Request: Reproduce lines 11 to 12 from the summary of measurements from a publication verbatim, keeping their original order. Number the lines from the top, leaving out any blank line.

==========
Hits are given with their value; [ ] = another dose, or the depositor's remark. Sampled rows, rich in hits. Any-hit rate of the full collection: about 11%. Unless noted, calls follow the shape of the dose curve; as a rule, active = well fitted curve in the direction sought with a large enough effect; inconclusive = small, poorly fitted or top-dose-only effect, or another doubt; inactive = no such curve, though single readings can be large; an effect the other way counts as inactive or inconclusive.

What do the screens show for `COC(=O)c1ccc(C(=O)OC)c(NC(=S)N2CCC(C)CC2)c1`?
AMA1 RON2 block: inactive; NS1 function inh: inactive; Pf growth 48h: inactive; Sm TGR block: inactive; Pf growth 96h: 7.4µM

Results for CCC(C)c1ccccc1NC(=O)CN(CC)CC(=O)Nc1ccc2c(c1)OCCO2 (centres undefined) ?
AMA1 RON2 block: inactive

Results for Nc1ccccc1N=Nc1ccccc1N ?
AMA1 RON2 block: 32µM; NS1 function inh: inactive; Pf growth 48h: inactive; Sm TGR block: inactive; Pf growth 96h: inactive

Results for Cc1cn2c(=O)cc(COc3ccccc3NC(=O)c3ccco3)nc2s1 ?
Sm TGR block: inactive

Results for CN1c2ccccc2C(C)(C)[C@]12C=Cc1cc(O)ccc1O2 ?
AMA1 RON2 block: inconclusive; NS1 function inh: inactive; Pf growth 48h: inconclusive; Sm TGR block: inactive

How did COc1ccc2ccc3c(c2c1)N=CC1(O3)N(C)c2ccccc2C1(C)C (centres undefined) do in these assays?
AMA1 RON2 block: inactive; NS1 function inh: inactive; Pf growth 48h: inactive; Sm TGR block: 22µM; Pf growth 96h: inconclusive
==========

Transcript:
AMA1 RON2 block: inconclusive; NS1 function inh: inactive; Pf growth 48h: inconclusive; Sm TGR block: inactive

How did COc1ccc2ccc3c(c2c1)N=CC1(O3)N(C)c2ccccc2C1(C)C (centres undefined) do in these assays?